Conducted by the Belgian conductor and choirmaster Philippe Herreweghe, the hr-Sinfonieorchester (Frankfurt Radio Symphony Orchestra) performs Wolfgang Amadeus Mozart’s Symphony No. 38 in D major, K. 504. Recorded at the hr-Sendesaal Frankfurt on December 3, 2021. The piece, composed in 1786, is popularly known as the Prague Symphony, because it was premiered in Prague on January 19, 1787.

Conducted by Philippe Herreweghe, the hr-Sinfonieorchester performs Wolfgang Amadeus Mozart’s Symphony No. 38 in D major, K. 504.

Mozart’s Symphony No. 38, the “Prague Symphony”

Mozart first came to Prague on 11 January 1787 and stayed until the second week of February. He was feted everywhere. On 19 January a concert was organized for his financial benefit at which the “Prague” Symphony was given its first performance.

He also improvised a solo on the piano-including variations on the popular aria “Non più andrai” from The Marriage of Figaro, K. 492, a commedia per musica (opera buffa) in four acts composed in 1786 by Wolfgang Amadeus Mozart, with an Italian libretto written by Lorenzo Da Ponte.

Afterward, Mozart said he “counted this day as one of the happiest of his life.” Daniel E. Freeman points out that the level of adulation accorded Mozart on this occasion by the musical public of Prague was unprecedented for any eighteenth-century musician to be recognized simultaneously as both a composer and a performer.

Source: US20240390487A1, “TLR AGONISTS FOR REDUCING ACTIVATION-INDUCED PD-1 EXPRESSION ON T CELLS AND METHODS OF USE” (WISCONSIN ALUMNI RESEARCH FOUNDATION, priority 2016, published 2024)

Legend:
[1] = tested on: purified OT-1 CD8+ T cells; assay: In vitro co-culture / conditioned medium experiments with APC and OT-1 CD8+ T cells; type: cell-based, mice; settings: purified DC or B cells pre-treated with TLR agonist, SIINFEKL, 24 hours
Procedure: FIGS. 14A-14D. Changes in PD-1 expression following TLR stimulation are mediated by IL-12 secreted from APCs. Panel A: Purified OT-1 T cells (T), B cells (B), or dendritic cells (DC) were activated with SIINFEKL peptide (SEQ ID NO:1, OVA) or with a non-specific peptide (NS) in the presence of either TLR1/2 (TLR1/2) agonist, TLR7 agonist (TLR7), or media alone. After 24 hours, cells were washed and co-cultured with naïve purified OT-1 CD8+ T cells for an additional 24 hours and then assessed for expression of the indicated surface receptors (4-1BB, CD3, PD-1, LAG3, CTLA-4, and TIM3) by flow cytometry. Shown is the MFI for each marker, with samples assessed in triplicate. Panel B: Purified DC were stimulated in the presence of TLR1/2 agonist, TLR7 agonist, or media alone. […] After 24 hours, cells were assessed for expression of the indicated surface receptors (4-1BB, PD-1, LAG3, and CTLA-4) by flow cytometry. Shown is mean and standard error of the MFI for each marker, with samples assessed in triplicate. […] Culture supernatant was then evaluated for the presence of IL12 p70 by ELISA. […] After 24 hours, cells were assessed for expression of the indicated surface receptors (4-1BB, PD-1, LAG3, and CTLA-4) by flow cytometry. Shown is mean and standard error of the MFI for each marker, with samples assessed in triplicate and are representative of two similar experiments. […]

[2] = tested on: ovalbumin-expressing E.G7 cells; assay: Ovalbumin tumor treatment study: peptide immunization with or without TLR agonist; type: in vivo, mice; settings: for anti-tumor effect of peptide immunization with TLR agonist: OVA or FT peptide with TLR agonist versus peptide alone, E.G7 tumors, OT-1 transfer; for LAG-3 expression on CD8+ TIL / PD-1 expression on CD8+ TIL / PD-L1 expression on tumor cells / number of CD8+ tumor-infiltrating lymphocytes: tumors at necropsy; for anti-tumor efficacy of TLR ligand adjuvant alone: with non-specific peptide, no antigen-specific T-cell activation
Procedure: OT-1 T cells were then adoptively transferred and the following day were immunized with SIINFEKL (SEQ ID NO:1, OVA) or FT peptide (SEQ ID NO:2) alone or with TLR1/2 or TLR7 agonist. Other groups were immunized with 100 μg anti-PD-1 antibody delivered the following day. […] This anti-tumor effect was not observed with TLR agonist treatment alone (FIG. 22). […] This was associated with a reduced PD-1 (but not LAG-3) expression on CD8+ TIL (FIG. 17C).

The great success of this visit generated a commission from the impresario Pasquale Bondini for another opera, which like The Marriage of Figaro was to have a libretto by Mozart’s great collaborator Lorenzo Da Ponte.


With start times in the video:

  1. Adagio – Allegro [00:00]. The first movement begins with a slow introduction (he does this in only two other symphonies, No. 36 [“Linz”] and No. 39). Daniel E. Freeman has noted that it is probably the longest and most sophisticated slow introduction written for any major symphony up to that time, perhaps to compensate for the length of the missing minuet in order to help bring the entire work into closer alignment with the customary length of a standard four-movement symphony. The introduction gives way to the main portion of the movement, in which six melodies are developed and recapitulated in a very contrapuntal example of sonata-allegro form. Certain phrases in the first movement bear a resemblance to the overture to Die Zauberflöte (The Magic Flute, K. 620, an opera in two acts by Wolfgang Amadeus Mozart). The allegro proper opens in a complicated manner with the “first theme” traded off between the second violins (who start it) and the first violins (who finish it off).
  2. Andante [16:58]. The second movement’s structure is typical of Mozart’s symphonies dating from this period, although the music shifts into the minor key in a movement of contrasting moods. It is in the subdominant key of G major.
  3. Presto [26:07]. The finale of Mozart’s Symphony No. 38 is a lively Presto in which the flute plays a prominent role, especially in counterpointing the main melody in the development section. This movement, according to the English pianist and composer Antony Hopkins CBE (21 March 1921 – 6 May 2014), “shows Mozart in an unusual mood, nearer to Beethoven’s boisterousness than his fastidious taste normally allowed him to go.”


M. Özgür Nevres

Published by M. Özgür Nevres

I am Özgür Nevres, a software engineer, a former road racing cyclist, and also an amateur musician. I opened to share my favorite music. I also take care of stray cats & dogs. This website's all income goes directly to our furry friends. Please consider supporting me on Patreon, so I can help more animals!

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